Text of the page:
I keep reading. And despite the covers for the next few
chapters, this story surprised me and went some place I
really didn't expect. Some place rather grotesque, in fact.
If that intrigues you, then be my guest…but isn't it odd
that a book called "Friendly Neighborhood" should
start off with such a grotesque storyline?
#2: The first issue of this book was simply everything
that I remembered Jonah Hex being when I was a kid, only
better. Then I went back and realized that it was a beat
for beat redo of the first issue of Jonah Hex back
when I was a kid. With this issue, the creative team starts
telling something that's their own, but it's still Jonah
Hex. That's a good thing. Hard-bitten but not immoral, Hex
deserves some more time in the sun.
#15: The Legion of Losers cometh! Robert Kirkman continues
his pattern of creating a new cosmic menace with which to
spawn a long arc, but at least this storyline clearly shows
where it's going. A tyrant from the future wipes out all
the important superheroes, which leaves mostly third-tier
characters behind to liberate the Earth. Can these losers
do it? Of course they can. The fun will be in finding out
#2: Okay, it's here because, well, it's fairly well-written.
Yet on the heels of House of M, a parallel Earth
story that drastically alters and reduces the status quo,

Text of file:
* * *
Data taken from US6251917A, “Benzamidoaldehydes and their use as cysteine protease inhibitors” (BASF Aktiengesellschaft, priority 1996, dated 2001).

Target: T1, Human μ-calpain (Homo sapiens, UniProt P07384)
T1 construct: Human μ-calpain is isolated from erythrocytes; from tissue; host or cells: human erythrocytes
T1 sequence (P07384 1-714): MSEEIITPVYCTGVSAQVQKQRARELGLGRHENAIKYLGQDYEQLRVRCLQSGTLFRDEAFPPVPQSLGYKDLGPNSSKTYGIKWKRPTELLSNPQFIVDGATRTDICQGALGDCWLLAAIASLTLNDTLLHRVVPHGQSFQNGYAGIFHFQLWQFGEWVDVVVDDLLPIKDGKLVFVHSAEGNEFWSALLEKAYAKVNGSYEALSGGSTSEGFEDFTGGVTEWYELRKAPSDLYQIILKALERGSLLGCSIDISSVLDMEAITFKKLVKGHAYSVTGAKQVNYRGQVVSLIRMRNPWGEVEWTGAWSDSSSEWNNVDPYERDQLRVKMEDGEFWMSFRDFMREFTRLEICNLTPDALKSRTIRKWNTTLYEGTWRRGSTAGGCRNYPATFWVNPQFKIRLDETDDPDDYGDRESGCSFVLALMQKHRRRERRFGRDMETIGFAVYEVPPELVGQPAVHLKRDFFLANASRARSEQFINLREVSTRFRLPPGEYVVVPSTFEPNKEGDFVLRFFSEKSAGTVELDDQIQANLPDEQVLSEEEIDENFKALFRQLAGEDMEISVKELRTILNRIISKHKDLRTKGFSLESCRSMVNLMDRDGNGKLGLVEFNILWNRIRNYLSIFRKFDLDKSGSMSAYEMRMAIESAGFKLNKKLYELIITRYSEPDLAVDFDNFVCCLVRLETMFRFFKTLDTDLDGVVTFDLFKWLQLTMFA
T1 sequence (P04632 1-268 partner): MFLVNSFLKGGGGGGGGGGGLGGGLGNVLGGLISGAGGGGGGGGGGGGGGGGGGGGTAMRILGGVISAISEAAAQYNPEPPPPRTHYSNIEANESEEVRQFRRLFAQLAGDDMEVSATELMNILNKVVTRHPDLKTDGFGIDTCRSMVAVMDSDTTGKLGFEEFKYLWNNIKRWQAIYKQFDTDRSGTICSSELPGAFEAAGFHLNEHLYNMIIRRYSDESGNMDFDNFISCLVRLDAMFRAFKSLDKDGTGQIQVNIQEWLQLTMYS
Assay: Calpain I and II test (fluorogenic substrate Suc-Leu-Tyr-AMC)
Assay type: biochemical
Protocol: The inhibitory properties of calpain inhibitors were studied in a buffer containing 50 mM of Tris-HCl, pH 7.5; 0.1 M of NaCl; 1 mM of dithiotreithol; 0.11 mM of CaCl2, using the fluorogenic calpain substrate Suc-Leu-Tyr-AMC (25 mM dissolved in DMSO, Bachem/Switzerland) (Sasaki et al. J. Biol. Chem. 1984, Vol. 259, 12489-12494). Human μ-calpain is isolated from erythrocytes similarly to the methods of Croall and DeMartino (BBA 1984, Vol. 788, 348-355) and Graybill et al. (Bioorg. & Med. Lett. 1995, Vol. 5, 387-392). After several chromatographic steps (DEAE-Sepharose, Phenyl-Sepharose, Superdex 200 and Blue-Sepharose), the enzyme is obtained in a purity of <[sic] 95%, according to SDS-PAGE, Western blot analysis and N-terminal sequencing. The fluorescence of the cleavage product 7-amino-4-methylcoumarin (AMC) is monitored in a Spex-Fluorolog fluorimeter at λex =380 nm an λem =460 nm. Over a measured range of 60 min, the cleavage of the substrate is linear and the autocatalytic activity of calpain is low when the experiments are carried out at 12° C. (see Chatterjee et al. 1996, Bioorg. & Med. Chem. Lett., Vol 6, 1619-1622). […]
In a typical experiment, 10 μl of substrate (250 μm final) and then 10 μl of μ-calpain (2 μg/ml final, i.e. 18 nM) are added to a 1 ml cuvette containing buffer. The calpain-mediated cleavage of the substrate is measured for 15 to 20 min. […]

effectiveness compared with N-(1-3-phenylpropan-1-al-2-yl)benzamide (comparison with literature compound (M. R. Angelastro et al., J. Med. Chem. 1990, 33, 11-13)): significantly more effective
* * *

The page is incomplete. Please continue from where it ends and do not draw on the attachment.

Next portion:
what does Marvel let Chris Claremont do? Set up a mini-series
that barely acknowledges those events and pits surviving
mutants (including Dazzler - DAZZLER GOT TO KEEP HER POWERS?!?)
against alternate universe versions of the original X-Men.
Why buy this series when we really want to know what's happening
with this universe's heroes? Well, maybe not this
universe, but…oh, you know what I mean.
Secret Files & Origins 2005: Ordinarily, I eschew these
things, but there's quite a charming lead story in here about
who's the cooler hero, Superman or Batman, from a unique perspective.
Why should I be surprised? It's by Devin Grayson, who does
have a cool way with characterization. Everything else helps
establish a status quo that in truth doesn't seem all that
different from the previous status quo, but it's still probably
a good thing to have around for reference. In case some really
gorgeous woman (or guy, let me be fair) asks you about Superman's
status quo. It could happen.
Thing #22: Joshua Dysart, the man with the hardest job
in comics, continues making it look easy. This book has
carved its own little corner of creepiness so effectively.
Part of it is the hard-edged work of Enrique Breccia, but
a lot of it comes from Dysart's mix of disgusting ideas,
reasonable presentation and the heartbreaking humanity of
a muck monster fighting hard not to be a force of nature
and just be.
If? Featuring Captain America: Tony Bedard and Carmine
Di Giamenico spin an origin story of an alternate Earth
that ends up having more promise than actual delivery. Let's
call a spade a spade: this is a Marvel Elseworlds, and for
some strange reason the powers that be have created a new
Watcher - a framing device so silly it begs for mockery.
And yet, the book ends up being fun. That promise? That
maybe we'll see some of this Civil War-era Captain America's
adventures fleshed out instead of glossed over.